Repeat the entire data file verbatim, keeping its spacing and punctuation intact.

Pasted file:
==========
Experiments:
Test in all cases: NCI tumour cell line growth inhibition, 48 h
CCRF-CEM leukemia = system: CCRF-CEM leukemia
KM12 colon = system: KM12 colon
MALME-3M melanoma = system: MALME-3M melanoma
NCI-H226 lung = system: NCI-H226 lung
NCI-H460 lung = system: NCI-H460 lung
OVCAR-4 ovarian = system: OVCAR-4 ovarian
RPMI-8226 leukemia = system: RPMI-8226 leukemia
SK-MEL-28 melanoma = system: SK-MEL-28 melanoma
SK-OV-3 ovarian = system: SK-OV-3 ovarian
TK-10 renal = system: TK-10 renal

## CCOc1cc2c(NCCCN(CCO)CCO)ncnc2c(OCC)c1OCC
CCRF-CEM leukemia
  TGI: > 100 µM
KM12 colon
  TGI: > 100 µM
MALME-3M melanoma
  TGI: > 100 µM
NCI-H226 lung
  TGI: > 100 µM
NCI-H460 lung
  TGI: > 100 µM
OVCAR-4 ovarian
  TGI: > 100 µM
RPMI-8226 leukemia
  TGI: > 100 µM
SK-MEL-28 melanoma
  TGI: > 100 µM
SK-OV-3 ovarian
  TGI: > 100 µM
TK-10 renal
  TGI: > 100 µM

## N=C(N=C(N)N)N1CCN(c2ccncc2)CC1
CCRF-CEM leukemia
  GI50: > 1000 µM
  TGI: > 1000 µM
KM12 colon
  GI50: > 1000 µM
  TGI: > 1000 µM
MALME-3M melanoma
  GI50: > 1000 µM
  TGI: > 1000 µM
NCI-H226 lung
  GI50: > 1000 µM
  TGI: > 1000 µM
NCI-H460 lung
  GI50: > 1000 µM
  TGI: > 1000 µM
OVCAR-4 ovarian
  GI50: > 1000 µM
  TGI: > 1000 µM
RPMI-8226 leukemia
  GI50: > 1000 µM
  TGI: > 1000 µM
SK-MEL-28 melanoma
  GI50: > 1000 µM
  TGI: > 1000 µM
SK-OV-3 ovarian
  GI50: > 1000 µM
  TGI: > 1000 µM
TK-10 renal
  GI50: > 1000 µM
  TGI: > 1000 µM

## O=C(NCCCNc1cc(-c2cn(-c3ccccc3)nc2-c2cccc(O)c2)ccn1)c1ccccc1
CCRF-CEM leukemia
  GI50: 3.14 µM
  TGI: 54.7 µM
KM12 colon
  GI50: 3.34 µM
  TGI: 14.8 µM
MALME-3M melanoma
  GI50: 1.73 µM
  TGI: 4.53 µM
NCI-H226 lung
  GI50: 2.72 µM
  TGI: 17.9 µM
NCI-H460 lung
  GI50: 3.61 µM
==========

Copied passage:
Experiments:
Test in all cases: NCI tumour cell line growth inhibition, 48 h
CCRF-CEM leukemia = system: CCRF-CEM leukemia
KM12 colon = system: KM12 colon
MALME-3M melanoma = system: MALME-3M melanoma
NCI-H226 lung = system: NCI-H226 lung
NCI-H460 lung = system: NCI-H460 lung
OVCAR-4 ovarian = system: OVCAR-4 ovarian
RPMI-8226 leukemia = system: RPMI-8226 leukemia
SK-MEL-28 melanoma = system: SK-MEL-28 melanoma
SK-OV-3 ovarian = system: SK-OV-3 ovarian
TK-10 renal = system: TK-10 renal

## CCOc1cc2c(NCCCN(CCO)CCO)ncnc2c(OCC)c1OCC
CCRF-CEM leukemia
  TGI: > 100 µM
KM12 colon
  TGI: > 100 µM
MALME-3M melanoma
  TGI: > 100 µM
NCI-H226 lung
  TGI: > 100 µM
NCI-H460 lung
  TGI: > 100 µM
OVCAR-4 ovarian
  TGI: > 100 µM
RPMI-8226 leukemia
  TGI: > 100 µM
SK-MEL-28 melanoma
  TGI: > 100 µM
SK-OV-3 ovarian
  TGI: > 100 µM
TK-10 renal
  TGI: > 100 µM

## N=C(N=C(N)N)N1CCN(c2ccncc2)CC1
CCRF-CEM leukemia
  GI50: > 1000 µM
  TGI: > 1000 µM
KM12 colon
  GI50: > 1000 µM
  TGI: > 1000 µM
MALME-3M melanoma
  GI50: > 1000 µM
  TGI: > 1000 µM
NCI-H226 lung
  GI50: > 1000 µM
  TGI: > 1000 µM
NCI-H460 lung
  GI50: > 1000 µM
  TGI: > 1000 µM
OVCAR-4 ovarian
  GI50: > 1000 µM
  TGI: > 1000 µM
RPMI-8226 leukemia
  GI50: > 1000 µM
  TGI: > 1000 µM
SK-MEL-28 melanoma
  GI50: > 1000 µM
  TGI: > 1000 µM
SK-OV-3 ovarian
  GI50: > 1000 µM
  TGI: > 1000 µM
TK-10 renal
  GI50: > 1000 µM
  TGI: > 1000 µM

## O=C(NCCCNc1cc(-c2cn(-c3ccccc3)nc2-c2cccc(O)c2)ccn1)c1ccccc1
CCRF-CEM leukemia
  GI50: 3.14 µM
  TGI: 54.7 µM
KM12 colon
  GI50: 3.34 µM
  TGI: 14.8 µM
MALME-3M melanoma
  GI50: 1.73 µM
  TGI: 4.53 µM
NCI-H226 lung
  GI50: 2.72 µM
  TGI: 17.9 µM
NCI-H460 lung
  GI50: 3.61 µM